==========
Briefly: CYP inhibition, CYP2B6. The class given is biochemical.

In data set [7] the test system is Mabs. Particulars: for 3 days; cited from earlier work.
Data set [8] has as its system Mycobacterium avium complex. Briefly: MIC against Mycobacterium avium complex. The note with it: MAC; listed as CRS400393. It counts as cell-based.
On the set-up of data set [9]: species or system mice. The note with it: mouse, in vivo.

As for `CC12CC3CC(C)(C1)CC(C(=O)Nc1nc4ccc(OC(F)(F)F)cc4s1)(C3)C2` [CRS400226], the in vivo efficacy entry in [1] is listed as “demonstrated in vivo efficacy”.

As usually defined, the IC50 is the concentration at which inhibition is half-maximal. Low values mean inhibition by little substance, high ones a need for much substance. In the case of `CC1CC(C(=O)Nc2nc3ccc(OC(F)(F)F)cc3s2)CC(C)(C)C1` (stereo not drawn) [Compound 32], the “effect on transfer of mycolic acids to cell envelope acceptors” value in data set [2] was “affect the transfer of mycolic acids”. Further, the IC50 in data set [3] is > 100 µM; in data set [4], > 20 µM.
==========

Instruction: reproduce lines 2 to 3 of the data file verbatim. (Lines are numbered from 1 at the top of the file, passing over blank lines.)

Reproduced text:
In data set [7] the test system is Mabs. Particulars: for 3 days; cited from earlier work.
Data set [8] has as its system Mycobacterium avium complex. Briefly: MIC against Mycobacterium avium complex. The note with it: MAC; listed as CRS400393. It counts as cell-based.